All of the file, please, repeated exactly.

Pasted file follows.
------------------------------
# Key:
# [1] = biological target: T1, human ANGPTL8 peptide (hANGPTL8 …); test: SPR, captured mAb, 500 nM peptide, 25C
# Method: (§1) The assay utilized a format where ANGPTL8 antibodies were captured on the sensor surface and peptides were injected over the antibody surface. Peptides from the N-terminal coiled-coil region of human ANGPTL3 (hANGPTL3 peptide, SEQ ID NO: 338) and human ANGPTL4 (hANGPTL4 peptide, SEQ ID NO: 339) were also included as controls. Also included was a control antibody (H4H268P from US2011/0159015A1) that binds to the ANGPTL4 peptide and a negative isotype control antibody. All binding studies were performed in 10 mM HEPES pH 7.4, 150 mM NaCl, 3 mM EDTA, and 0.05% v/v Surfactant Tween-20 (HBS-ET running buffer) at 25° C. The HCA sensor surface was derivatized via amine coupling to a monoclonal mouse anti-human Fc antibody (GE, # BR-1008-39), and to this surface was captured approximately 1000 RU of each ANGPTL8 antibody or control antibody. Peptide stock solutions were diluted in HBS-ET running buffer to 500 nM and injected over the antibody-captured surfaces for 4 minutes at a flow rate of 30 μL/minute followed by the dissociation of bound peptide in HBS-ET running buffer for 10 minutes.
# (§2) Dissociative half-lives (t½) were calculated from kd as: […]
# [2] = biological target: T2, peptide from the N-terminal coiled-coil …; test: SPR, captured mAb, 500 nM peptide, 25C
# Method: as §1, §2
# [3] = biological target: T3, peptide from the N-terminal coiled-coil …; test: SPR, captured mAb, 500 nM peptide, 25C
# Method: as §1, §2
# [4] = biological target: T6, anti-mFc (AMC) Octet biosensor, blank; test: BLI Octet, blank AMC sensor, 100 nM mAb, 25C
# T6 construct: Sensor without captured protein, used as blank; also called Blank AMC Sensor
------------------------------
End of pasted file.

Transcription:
# Key:
# [1] = biological target: T1, human ANGPTL8 peptide (hANGPTL8 …); test: SPR, captured mAb, 500 nM peptide, 25C
# Method: (§1) The assay utilized a format where ANGPTL8 antibodies were captured on the sensor surface and peptides were injected over the antibody surface. Peptides from the N-terminal coiled-coil region of human ANGPTL3 (hANGPTL3 peptide, SEQ ID NO: 338) and human ANGPTL4 (hANGPTL4 peptide, SEQ ID NO: 339) were also included as controls. Also included was a control antibody (H4H268P from US2011/0159015A1) that binds to the ANGPTL4 peptide and a negative isotype control antibody. All binding studies were performed in 10 mM HEPES pH 7.4, 150 mM NaCl, 3 mM EDTA, and 0.05% v/v Surfactant Tween-20 (HBS-ET running buffer) at 25° C. The HCA sensor surface was derivatized via amine coupling to a monoclonal mouse anti-human Fc antibody (GE, # BR-1008-39), and to this surface was captured approximately 1000 RU of each ANGPTL8 antibody or control antibody. Peptide stock solutions were diluted in HBS-ET running buffer to 500 nM and injected over the antibody-captured surfaces for 4 minutes at a flow rate of 30 μL/minute followed by the dissociation of bound peptide in HBS-ET running buffer for 10 minutes.
# (§2) Dissociative half-lives (t½) were calculated from kd as: […]
# [2] = biological target: T2, peptide from the N-terminal coiled-coil …; test: SPR, captured mAb, 500 nM peptide, 25C
# Method: as §1, §2
# [3] = biological target: T3, peptide from the N-terminal coiled-coil …; test: SPR, captured mAb, 500 nM peptide, 25C
# Method: as §1, §2
# [4] = biological target: T6, anti-mFc (AMC) Octet biosensor, blank; test: BLI Octet, blank AMC sensor, 100 nM mAb, 25C
# T6 construct: Sensor without captured protein, used as blank; also called Blank AMC Sensor